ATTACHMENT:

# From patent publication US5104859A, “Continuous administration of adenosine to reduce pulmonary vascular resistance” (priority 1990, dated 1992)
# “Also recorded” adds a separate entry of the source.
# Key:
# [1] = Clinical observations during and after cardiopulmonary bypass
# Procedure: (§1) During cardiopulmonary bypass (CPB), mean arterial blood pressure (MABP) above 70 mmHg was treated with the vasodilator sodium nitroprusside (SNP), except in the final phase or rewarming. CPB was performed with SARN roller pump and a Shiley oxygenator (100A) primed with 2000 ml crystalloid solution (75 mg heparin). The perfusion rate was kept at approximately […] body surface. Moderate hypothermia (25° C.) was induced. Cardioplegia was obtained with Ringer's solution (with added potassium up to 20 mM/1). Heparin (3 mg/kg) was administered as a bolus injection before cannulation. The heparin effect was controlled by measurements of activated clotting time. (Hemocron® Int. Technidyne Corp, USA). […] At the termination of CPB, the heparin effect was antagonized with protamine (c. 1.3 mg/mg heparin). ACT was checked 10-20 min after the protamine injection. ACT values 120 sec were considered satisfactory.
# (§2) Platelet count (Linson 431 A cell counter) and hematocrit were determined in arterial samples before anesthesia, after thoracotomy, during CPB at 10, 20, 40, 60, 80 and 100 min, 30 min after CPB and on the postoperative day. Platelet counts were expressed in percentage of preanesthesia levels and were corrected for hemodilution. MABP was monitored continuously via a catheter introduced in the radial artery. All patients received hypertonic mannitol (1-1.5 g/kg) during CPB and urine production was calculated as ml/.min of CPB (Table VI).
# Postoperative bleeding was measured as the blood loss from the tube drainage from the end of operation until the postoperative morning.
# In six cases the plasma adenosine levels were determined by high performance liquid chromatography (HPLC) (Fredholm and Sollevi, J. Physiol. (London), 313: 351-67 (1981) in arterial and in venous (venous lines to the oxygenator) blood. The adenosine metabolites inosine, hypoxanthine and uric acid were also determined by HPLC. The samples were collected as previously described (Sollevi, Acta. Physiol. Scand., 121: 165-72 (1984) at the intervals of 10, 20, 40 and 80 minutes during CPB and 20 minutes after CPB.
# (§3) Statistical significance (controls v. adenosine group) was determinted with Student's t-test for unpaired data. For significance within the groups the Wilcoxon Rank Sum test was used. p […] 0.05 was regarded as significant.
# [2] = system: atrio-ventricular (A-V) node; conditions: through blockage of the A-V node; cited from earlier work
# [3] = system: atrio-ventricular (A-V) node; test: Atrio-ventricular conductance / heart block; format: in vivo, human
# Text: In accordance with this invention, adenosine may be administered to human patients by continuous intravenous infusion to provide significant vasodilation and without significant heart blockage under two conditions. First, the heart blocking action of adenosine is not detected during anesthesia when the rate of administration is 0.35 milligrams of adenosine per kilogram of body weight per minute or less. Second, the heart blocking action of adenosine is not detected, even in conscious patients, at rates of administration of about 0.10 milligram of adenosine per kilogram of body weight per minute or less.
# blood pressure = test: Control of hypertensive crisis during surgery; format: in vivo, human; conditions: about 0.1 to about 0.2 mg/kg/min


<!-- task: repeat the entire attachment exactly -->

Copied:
# From patent publication US5104859A, “Continuous administration of adenosine to reduce pulmonary vascular resistance” (priority 1990, dated 1992)
# “Also recorded” adds a separate entry of the source.
# Key:
# [1] = Clinical observations during and after cardiopulmonary bypass
# Procedure: (§1) During cardiopulmonary bypass (CPB), mean arterial blood pressure (MABP) above 70 mmHg was treated with the vasodilator sodium nitroprusside (SNP), except in the final phase or rewarming. CPB was performed with SARN roller pump and a Shiley oxygenator (100A) primed with 2000 ml crystalloid solution (75 mg heparin). The perfusion rate was kept at approximately […] body surface. Moderate hypothermia (25° C.) was induced. Cardioplegia was obtained with Ringer's solution (with added potassium up to 20 mM/1). Heparin (3 mg/kg) was administered as a bolus injection before cannulation. The heparin effect was controlled by measurements of activated clotting time. (Hemocron® Int. Technidyne Corp, USA). […] At the termination of CPB, the heparin effect was antagonized with protamine (c. 1.3 mg/mg heparin). ACT was checked 10-20 min after the protamine injection. ACT values 120 sec were considered satisfactory.
# (§2) Platelet count (Linson 431 A cell counter) and hematocrit were determined in arterial samples before anesthesia, after thoracotomy, during CPB at 10, 20, 40, 60, 80 and 100 min, 30 min after CPB and on the postoperative day. Platelet counts were expressed in percentage of preanesthesia levels and were corrected for hemodilution. MABP was monitored continuously via a catheter introduced in the radial artery. All patients received hypertonic mannitol (1-1.5 g/kg) during CPB and urine production was calculated as ml/.min of CPB (Table VI).
# Postoperative bleeding was measured as the blood loss from the tube drainage from the end of operation until the postoperative morning.
# In six cases the plasma adenosine levels were determined by high performance liquid chromatography (HPLC) (Fredholm and Sollevi, J. Physiol. (London), 313: 351-67 (1981) in arterial and in venous (venous lines to the oxygenator) blood. The adenosine metabolites inosine, hypoxanthine and uric acid were also determined by HPLC. The samples were collected as previously described (Sollevi, Acta. Physiol. Scand., 121: 165-72 (1984) at the intervals of 10, 20, 40 and 80 minutes during CPB and 20 minutes after CPB.
# (§3) Statistical significance (controls v. adenosine group) was determinted with Student's t-test for unpaired data. For significance within the groups the Wilcoxon Rank Sum test was used. p […] 0.05 was regarded as significant.
# [2] = system: atrio-ventricular (A-V) node; conditions: through blockage of the A-V node; cited from earlier work
# [3] = system: atrio-ventricular (A-V) node; test: Atrio-ventricular conductance / heart block; format: in vivo, human
# Text: In accordance with this invention, adenosine may be administered to human patients by continuous intravenous infusion to provide significant vasodilation and without significant heart blockage under two conditions. First, the heart blocking action of adenosine is not detected during anesthesia when the rate of administration is 0.35 milligrams of adenosine per kilogram of body weight per minute or less. Second, the heart blocking action of adenosine is not detected, even in conscious patients, at rates of administration of about 0.10 milligram of adenosine per kilogram of body weight per minute or less.
# blood pressure = test: Control of hypertensive crisis during surgery; format: in vivo, human; conditions: about 0.1 to about 0.2 mg/kg/min